An isoform of DNA that occurs in an environment rich in SODIUM and POTASSIUM ions. It is a right-handed helix with 11 base pairs per turn, a pitch of 0.256 nm per base pair and a helical diameter of 2.3 nm.
Any detectable and heritable change in the genetic material that causes a change in the GENOTYPE and which is transmitted to daughter cells and to succeeding generations.
Proteins which bind to DNA. The family includes proteins which bind to both double- and single-stranded DNA and also includes specific DNA binding proteins in serum which can be used as markers for malignant diseases.
Type species of CHLAMYDIA causing a variety of ocular and urogenital diseases.
The biosynthesis of RNA carried out on a template of DNA. The biosynthesis of DNA from an RNA template is called REVERSE TRANSCRIPTION.
The composition, conformation, and properties of atoms and molecules, and their reaction and interaction processes.
The type species of LENTIVIRUS and the etiologic agent of AIDS. It is characterized by its cytopathic effect and affinity for the T4-lymphocyte.
The marking of biological material with a dye or other reagent for the purpose of identifying and quantitating components of tissues, cells or their extracts.
A variation of the PCR technique in which cDNA is made from RNA via reverse transcription. The resultant cDNA is then amplified using standard PCR protocols.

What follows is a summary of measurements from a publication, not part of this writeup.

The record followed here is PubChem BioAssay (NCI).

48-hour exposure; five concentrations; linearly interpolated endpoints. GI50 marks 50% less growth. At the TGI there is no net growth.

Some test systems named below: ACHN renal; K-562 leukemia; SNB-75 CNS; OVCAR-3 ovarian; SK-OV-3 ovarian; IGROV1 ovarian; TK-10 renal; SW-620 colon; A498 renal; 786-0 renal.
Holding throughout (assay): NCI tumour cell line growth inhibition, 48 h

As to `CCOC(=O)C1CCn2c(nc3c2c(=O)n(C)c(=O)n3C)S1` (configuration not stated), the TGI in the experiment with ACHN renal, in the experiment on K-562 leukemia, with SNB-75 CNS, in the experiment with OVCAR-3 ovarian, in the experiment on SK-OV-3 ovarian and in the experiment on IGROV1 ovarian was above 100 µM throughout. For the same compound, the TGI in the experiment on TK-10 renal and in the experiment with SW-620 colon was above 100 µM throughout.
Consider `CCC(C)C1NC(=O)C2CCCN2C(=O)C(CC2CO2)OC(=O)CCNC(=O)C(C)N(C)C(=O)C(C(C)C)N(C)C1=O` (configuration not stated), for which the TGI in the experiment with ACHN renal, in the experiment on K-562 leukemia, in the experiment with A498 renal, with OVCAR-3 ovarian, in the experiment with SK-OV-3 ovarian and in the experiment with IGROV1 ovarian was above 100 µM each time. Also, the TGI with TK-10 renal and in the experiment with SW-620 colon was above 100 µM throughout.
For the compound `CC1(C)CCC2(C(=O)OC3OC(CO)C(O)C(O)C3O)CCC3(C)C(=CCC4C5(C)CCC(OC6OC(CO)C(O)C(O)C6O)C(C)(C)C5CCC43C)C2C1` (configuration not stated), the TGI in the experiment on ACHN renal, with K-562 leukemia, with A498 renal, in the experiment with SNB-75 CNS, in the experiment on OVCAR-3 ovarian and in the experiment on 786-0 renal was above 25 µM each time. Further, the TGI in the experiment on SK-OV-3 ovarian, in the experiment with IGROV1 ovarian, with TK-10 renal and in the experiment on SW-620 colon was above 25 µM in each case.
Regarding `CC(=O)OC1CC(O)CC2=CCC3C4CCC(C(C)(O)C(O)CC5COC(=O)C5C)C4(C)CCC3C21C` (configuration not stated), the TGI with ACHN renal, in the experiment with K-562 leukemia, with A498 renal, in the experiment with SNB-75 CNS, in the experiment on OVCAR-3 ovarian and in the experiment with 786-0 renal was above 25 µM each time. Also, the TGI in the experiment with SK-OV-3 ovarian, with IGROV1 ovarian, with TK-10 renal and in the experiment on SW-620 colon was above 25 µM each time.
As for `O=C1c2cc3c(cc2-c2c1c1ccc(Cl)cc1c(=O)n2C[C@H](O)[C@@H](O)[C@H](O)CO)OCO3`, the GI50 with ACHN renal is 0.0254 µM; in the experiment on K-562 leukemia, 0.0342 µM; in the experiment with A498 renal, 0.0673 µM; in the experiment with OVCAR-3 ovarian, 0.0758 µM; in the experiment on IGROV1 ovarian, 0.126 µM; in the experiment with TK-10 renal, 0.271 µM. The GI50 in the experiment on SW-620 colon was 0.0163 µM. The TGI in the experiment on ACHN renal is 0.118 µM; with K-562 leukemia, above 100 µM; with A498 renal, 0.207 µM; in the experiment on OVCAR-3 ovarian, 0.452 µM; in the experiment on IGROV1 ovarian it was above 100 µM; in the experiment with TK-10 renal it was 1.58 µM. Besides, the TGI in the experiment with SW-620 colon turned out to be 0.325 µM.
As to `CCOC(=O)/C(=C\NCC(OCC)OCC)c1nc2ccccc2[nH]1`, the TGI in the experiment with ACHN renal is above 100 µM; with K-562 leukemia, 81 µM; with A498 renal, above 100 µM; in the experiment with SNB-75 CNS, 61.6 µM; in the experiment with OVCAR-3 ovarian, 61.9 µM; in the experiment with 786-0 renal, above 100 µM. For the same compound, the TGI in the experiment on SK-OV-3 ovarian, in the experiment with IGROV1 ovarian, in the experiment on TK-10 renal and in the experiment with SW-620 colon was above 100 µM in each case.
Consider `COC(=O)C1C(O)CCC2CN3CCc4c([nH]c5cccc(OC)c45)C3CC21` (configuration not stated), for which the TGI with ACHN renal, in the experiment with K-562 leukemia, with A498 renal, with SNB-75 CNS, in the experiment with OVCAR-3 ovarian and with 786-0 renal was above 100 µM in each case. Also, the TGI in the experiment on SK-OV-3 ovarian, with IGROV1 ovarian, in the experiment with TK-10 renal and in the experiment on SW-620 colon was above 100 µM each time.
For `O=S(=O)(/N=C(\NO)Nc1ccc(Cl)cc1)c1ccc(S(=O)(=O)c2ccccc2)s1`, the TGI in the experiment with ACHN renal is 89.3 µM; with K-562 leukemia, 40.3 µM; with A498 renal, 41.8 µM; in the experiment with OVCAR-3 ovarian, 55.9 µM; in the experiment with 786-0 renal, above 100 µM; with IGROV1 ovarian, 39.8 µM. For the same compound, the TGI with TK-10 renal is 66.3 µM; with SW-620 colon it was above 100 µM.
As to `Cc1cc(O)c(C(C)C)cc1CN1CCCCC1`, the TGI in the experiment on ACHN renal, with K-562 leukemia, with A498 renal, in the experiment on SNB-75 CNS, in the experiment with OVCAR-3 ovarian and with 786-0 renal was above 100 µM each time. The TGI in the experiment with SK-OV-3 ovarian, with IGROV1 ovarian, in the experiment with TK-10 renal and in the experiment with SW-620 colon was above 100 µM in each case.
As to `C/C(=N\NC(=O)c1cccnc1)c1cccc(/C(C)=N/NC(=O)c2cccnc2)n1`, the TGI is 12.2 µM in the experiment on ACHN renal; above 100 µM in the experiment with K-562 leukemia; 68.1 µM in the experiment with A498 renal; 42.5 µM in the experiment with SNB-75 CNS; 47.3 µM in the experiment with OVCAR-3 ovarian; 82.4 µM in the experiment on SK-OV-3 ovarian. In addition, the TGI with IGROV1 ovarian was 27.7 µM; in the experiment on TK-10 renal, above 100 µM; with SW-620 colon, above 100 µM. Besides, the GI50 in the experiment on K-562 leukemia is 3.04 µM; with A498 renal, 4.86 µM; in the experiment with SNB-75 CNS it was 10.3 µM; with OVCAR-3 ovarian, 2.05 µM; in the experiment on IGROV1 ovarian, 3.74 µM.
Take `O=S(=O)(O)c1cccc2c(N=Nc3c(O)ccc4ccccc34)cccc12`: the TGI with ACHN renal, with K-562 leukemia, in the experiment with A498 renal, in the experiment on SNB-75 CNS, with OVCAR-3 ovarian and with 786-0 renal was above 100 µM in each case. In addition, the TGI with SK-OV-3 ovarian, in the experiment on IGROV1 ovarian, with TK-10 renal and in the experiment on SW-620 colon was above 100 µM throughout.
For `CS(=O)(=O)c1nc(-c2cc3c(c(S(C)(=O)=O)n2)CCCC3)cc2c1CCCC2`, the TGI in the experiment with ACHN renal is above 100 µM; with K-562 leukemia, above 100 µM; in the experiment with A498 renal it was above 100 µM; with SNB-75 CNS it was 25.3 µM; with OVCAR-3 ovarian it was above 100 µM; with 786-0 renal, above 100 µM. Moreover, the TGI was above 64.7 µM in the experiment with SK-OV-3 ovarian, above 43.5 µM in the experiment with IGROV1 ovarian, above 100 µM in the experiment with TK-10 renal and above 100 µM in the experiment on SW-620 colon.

Viral proteins found in either the NUCLEOCAPSID or the viral core (VIRAL CORE PROTEINS).
The presence of an uncomplimentary base in double-stranded DNA caused by spontaneous deamination of cytosine or adenine, mismatching during homologous recombination, or errors in DNA replication. Multiple, sequential base pair mismatches lead to formation of heteroduplex DNA; (NUCLEIC ACID HETERODUPLEXES).
Compounds formed by the joining of smaller, usually repeating, units linked by covalent bonds. These compounds often form large macromolecules (e.g., BIOPOLYMERS; PLASTICS).
A general term for diseases produced by viruses.
The small RNA molecules, 73-80 nucleotides long, that function during translation (TRANSLATION, GENETIC) to align AMINO ACIDS at the RIBOSOMES in a sequence determined by the mRNA (RNA, MESSENGER). There are about 30 different transfer RNAs. Each recognizes a specific CODON set on the mRNA through its own ANTICODON and as aminoacyl tRNAs (RNA, TRANSFER, AMINO ACYL), each carries a specific amino acid to the ribosome to add to the elongating peptide chains.